2004 Denver Annual Meeting (November 7–10, 2004)

Paper No. 1
Presentation Time: 1:30 PM


SHAVER, Dave, Geologic Resources Division, National Park Service, P.O. Box 25287, Denver, CO 80225-0287 and GENIAC, Judy, Denver, CO 80225-0287, dave_shaver@nps.gov

The Geologic Resources Division of the National Park Service is relatively new, but it is making great strides in partnering with the geologic community to accomplish many common goals. The NPS manages 388 units, and is tasked with protecting natural geologic processes and geologic features. Many parks are considered to hold national and international geologic icons. Some citizens may refer to our dune fields, lava flows, fossils, geysers, canyons, arches, and watersheds as our geologic heritage. Many of the resources are unique and have an inherent value, but they are also a part of each park’s ecosystem. We are at the very beginning of understanding the role that geology plays in resource dynamics. Such an understanding is key to our mission, as are protecting park resources and getting information to the public. In helping the NPS meet its mission, the Division facilitates geologic research, inventories, and monitoring; addresses geohazard concerns; helps minimize impacts from minerals development; provides geoscience guidance to parks; addresses policy and regulation concerns, and provides assistance in public outreach. It cannot do all this alone.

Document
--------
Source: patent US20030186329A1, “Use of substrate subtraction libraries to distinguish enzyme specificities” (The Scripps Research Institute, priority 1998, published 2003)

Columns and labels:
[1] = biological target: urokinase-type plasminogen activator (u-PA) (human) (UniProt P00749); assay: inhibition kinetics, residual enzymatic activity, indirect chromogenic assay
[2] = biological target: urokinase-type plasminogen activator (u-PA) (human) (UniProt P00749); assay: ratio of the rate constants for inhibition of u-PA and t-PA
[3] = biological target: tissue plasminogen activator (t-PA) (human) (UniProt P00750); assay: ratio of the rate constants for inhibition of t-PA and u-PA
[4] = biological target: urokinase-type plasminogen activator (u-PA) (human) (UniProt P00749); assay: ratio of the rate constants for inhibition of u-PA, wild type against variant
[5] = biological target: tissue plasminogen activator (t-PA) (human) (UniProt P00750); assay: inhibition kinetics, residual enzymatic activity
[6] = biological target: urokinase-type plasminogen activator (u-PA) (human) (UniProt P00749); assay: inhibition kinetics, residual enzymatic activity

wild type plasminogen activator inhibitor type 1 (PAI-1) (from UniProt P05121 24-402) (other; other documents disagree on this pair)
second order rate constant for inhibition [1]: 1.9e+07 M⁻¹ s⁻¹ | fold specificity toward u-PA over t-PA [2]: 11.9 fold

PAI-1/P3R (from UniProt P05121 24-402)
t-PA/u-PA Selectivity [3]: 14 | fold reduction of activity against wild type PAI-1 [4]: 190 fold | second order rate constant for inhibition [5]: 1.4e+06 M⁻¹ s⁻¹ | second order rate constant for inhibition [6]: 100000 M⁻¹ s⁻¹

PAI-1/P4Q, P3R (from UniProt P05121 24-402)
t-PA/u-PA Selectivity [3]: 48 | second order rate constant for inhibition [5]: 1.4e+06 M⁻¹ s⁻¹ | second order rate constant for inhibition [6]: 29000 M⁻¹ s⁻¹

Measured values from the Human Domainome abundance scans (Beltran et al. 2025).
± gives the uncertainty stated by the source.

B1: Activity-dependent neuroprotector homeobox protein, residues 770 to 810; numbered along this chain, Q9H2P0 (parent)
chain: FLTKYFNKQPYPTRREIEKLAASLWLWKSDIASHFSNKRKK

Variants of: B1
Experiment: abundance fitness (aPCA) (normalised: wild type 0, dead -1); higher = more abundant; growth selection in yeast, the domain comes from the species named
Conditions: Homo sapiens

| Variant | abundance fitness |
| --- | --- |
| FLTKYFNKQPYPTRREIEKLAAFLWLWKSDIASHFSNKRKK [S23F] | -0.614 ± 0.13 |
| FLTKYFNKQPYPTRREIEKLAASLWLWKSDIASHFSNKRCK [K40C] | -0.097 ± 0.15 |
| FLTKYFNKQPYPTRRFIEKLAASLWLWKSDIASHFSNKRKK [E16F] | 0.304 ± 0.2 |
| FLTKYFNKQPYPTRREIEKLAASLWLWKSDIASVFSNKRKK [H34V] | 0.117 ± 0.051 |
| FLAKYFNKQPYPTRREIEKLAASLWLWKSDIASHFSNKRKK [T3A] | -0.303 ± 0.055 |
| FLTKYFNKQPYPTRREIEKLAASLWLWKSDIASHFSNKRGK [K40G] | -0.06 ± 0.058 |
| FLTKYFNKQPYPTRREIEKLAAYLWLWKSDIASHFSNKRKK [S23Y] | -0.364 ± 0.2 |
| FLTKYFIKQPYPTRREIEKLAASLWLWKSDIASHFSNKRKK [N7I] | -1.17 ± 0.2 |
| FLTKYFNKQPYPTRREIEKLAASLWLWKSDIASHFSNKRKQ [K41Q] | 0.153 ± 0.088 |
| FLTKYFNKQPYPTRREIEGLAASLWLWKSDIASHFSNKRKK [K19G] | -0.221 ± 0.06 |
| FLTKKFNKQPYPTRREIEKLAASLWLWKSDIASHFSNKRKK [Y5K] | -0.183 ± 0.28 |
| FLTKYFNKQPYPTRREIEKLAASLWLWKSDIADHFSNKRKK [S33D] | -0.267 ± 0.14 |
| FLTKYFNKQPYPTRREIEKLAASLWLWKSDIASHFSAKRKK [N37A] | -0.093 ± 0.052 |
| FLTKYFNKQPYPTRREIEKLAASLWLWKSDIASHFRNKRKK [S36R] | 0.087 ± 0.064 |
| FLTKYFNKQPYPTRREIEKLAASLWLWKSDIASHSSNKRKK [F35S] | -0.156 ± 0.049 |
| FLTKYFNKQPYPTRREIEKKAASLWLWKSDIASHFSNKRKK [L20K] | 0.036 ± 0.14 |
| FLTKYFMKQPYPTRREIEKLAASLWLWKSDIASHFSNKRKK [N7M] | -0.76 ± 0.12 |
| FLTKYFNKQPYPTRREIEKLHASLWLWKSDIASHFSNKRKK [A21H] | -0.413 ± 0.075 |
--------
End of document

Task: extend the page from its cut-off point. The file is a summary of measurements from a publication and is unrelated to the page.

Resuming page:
Parks draw millions of visitors, and an equally impressive number of interested researchers, organizations, and volunteers. While parks are to be enjoyed and protected, they must also be studied. The Service cannot and should not try to understand and manage its resources in a vacuum. We need the geologic community to help identify park needs, address these needs, and help the managers, staff, and visitors understand geology’s relative importance. Since its establishment in 1996, the Geologic Resources Division has been working with other agencies, organizations, companies, universities, and individuals to reach common goals in understanding our geologic features and processes, applying this information to the management of parks, and helping the public understand why geosciences are important. We hope to expand our work with the geoscience community, facilitate connections with parks, and meet the growing number goals we have in common.